She failed to present any peer-reviewed evidence showing that one kind of dog is more likely to injure a human being than another kind of dog, because there IS no peer-reviewed evidence to support that claim. Had she more time, she may have found Janis Bradley’s paper, debunking the notion that a dog’s breed make-up can predict future behavior (Link), or her excellent paper outlining the preventable risk factors that lead to dog bites.

Even the White House would have had something share: The Obama Administration cited the views of the Center for Disease and Control in a public statement, condemning breed specific legislation in favor of community based bite prevention programs. (Link)

Animal welfare experts may disagree on many things, but across the board, assigning dog bites to breed types is considered unscientific and obsolete. When a child is hurt, compassionate communities want helpful information that elevates their understanding of dog behavior and bite prevention - not a tired repeat of staged debates played out for website traffic scores. Public safety should be a shared goal prioritized by all, regardless of advocates’ personal opinions of dogs, and contemporary research and scientific opinion should lead the way in the conversation.

While dog bite related fatalities (DBRF) are exceedingly rare, we can learn a lot from studying the extremes. One of the most compelling studies on DBRFs was recently published by the Journal of the American Veterinary Medical Association (JAVMA). The report takes the topic of bite prevention to a new level by outlining key circumstances that lead to tragedies. By recognizing the ingredients to a preventable tragedy, communities are better equipped to educate families and reduce bite risks.

The factors included in DBRFs: “No able-bodied person present to intervene (87.1 percent); the victim had no familiar relationship with dog (85.2 percent); the owner failed to neuter/spay dog (84.4 percent); the victim's compromised ability to manage interactions with dog (77.4 percent); owner kept dog as resident rather than pet (76.2 percent); owner's prior mismanagement of dog (37.5 percent); and the owner's abuse or neglect of dog (21.1 percent)." Four or more of these factors were present in 80.5 percent of the cases - and breed was not a factor.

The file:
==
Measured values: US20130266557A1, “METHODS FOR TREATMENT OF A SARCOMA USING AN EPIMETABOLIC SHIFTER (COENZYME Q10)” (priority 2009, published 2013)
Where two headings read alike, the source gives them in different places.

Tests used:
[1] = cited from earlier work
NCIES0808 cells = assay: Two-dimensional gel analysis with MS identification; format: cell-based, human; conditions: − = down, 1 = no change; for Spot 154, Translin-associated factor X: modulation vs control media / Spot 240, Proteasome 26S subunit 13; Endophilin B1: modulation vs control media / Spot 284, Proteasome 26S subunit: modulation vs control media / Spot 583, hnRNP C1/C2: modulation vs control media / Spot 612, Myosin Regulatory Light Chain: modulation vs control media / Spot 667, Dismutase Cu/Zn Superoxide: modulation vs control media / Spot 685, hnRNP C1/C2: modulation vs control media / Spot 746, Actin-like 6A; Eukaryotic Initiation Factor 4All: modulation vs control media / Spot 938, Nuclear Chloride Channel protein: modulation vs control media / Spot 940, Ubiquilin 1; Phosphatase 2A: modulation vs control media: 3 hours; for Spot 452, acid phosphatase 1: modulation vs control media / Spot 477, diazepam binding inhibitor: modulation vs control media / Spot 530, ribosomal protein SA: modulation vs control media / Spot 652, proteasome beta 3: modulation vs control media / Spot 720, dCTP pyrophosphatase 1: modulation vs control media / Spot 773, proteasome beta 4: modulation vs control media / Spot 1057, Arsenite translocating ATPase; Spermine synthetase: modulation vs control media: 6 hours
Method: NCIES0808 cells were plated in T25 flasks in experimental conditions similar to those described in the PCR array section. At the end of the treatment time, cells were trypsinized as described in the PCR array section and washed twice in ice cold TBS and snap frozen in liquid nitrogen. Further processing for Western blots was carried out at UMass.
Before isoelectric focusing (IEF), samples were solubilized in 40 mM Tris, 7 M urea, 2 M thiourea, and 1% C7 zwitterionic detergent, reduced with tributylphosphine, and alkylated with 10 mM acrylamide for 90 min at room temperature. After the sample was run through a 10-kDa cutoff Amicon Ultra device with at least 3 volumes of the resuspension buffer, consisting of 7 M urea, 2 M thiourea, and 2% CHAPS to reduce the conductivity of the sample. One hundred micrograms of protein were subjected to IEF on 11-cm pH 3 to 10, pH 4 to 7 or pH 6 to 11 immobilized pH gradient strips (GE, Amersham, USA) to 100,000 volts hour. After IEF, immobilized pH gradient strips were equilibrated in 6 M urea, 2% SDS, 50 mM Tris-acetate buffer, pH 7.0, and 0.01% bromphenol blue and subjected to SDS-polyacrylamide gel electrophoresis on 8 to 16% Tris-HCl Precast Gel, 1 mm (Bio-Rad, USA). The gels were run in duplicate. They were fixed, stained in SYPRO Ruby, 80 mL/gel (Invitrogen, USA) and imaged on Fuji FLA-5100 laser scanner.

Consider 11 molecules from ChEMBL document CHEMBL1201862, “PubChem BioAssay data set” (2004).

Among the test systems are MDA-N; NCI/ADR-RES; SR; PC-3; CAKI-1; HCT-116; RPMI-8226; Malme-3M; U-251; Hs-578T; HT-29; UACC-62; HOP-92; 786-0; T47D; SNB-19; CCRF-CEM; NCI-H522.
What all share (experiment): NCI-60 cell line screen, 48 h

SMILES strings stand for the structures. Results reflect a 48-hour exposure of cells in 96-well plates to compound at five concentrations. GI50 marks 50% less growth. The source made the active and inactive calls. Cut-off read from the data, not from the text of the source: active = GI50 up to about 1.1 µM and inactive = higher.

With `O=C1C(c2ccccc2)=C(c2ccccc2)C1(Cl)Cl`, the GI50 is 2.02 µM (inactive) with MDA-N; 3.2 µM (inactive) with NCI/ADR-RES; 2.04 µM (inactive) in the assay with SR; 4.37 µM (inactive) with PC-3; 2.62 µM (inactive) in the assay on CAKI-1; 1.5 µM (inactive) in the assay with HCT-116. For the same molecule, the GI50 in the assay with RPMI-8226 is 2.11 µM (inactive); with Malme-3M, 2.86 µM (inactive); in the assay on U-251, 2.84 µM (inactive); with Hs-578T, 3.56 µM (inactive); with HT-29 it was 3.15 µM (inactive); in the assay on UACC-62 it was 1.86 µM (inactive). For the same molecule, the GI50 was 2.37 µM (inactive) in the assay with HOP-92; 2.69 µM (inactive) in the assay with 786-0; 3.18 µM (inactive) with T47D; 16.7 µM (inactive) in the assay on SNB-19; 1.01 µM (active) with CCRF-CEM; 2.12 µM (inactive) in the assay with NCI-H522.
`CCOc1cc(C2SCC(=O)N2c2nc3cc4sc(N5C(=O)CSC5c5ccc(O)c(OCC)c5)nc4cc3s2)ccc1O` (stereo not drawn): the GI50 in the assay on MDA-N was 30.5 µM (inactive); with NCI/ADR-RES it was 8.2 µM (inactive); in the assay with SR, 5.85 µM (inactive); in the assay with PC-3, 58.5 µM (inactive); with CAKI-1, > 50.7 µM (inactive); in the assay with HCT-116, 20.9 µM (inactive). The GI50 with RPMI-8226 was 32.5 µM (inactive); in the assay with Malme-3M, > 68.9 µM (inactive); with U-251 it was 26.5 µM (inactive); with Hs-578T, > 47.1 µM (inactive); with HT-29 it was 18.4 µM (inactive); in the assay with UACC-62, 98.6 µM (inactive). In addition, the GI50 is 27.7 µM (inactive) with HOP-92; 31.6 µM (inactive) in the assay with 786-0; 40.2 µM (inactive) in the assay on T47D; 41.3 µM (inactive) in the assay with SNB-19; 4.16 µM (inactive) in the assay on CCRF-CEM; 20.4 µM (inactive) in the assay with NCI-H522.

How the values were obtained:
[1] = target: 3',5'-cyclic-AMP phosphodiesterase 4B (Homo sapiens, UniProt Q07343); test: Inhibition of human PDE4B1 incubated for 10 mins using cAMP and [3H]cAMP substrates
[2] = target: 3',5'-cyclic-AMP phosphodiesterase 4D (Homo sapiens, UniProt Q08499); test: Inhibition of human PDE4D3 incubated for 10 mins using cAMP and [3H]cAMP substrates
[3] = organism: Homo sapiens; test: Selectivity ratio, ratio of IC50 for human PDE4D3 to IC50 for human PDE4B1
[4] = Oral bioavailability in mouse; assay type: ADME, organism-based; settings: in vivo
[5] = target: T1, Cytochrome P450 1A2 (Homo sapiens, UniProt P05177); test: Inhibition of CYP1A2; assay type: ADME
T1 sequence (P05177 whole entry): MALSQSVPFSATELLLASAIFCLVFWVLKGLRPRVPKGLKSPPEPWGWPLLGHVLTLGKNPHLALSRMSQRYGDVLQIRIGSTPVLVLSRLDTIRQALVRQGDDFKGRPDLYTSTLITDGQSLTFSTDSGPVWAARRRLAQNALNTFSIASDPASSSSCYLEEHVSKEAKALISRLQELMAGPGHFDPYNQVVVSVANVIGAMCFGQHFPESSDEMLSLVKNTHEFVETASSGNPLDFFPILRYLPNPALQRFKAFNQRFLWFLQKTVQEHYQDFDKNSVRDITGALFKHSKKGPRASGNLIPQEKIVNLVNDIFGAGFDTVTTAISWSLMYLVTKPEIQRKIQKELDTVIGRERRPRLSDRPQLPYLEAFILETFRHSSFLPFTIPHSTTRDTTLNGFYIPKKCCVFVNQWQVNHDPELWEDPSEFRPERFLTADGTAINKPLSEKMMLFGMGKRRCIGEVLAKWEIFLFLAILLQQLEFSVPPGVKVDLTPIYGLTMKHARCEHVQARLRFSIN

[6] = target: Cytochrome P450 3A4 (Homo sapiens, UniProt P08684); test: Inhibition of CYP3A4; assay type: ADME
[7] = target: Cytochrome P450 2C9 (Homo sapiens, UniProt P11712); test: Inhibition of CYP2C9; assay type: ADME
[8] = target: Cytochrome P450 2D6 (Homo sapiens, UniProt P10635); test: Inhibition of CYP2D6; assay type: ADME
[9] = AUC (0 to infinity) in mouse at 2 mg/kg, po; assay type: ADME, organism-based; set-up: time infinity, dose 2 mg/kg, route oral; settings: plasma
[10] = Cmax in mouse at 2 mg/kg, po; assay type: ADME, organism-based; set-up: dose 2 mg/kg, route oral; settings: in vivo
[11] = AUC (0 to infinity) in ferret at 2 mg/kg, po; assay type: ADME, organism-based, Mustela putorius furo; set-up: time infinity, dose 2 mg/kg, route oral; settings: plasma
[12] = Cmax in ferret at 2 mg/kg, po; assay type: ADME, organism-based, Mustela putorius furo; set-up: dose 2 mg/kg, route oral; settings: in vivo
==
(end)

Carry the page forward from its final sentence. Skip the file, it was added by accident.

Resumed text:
Despite the flurry of links, research and opinion that rocketed around the Net on the heels of the “Problem” article, Alder announced in a tweet “I stand by my piece.”

OR - You Can Stand Up for Bite Prevention

Victoria Wilcher is the child bite victim at the center of this saga. Her home state of Mississippi is the poorest state in the country. Sadly, dog bite incidents tend to be more common in lower income communities like hers than they are in more affluent communities for many of the reasons pointed out in this article. We’re glad Victoria is too young to know that she was exploited twice after her attack. Once, by her family with their bogus KFC claim, and then by a news source that chose to misuse her story for its own gain.

Every day, all day, millions of Americans interact successfully with millions of dogs (an estimated 70 million). Our love affair with canines of all shapes, sizes and breed make-up is a testament to our long history together. When we don't get it right and a child suffers bite injuries, we can choose to learn from the incident and grow wiser as a community or we can fall back on the media's hunger for sensation and look for a villain.